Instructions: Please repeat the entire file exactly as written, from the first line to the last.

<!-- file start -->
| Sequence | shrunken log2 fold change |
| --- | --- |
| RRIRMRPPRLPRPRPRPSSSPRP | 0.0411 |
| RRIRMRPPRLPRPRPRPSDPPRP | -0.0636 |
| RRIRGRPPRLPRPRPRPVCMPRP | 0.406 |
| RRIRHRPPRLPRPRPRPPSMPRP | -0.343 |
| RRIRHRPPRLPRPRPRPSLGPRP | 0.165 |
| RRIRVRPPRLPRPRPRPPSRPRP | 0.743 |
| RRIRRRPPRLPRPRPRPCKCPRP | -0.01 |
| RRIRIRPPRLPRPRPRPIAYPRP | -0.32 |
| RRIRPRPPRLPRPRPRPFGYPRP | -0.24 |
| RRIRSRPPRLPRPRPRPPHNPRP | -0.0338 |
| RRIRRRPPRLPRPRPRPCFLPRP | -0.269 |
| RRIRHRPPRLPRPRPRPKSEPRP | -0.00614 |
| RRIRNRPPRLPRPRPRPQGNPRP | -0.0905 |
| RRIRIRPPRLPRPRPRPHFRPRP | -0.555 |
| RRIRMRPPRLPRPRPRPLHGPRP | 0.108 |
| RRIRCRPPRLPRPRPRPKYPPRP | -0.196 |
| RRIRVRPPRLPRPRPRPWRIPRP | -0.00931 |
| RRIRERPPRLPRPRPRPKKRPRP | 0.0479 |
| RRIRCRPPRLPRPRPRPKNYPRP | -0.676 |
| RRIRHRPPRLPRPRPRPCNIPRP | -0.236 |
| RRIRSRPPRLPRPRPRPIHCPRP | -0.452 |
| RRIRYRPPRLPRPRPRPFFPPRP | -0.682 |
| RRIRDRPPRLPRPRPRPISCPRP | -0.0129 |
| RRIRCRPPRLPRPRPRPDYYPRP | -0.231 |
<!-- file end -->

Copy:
| Sequence | shrunken log2 fold change |
| --- | --- |
| RRIRMRPPRLPRPRPRPSSSPRP | 0.0411 |
| RRIRMRPPRLPRPRPRPSDPPRP | -0.0636 |
| RRIRGRPPRLPRPRPRPVCMPRP | 0.406 |
| RRIRHRPPRLPRPRPRPPSMPRP | -0.343 |
| RRIRHRPPRLPRPRPRPSLGPRP | 0.165 |
| RRIRVRPPRLPRPRPRPPSRPRP | 0.743 |
| RRIRRRPPRLPRPRPRPCKCPRP | -0.01 |
| RRIRIRPPRLPRPRPRPIAYPRP | -0.32 |
| RRIRPRPPRLPRPRPRPFGYPRP | -0.24 |
| RRIRSRPPRLPRPRPRPPHNPRP | -0.0338 |
| RRIRRRPPRLPRPRPRPCFLPRP | -0.269 |
| RRIRHRPPRLPRPRPRPKSEPRP | -0.00614 |
| RRIRNRPPRLPRPRPRPQGNPRP | -0.0905 |
| RRIRIRPPRLPRPRPRPHFRPRP | -0.555 |
| RRIRMRPPRLPRPRPRPLHGPRP | 0.108 |
| RRIRCRPPRLPRPRPRPKYPPRP | -0.196 |
| RRIRVRPPRLPRPRPRPWRIPRP | -0.00931 |
| RRIRERPPRLPRPRPRPKKRPRP | 0.0479 |
| RRIRCRPPRLPRPRPRPKNYPRP | -0.676 |
| RRIRHRPPRLPRPRPRPCNIPRP | -0.236 |
| RRIRSRPPRLPRPRPRPIHCPRP | -0.452 |
| RRIRYRPPRLPRPRPRPFFPPRP | -0.682 |
| RRIRDRPPRLPRPRPRPISCPRP | -0.0129 |
| RRIRCRPPRLPRPRPRPDYYPRP | -0.231 |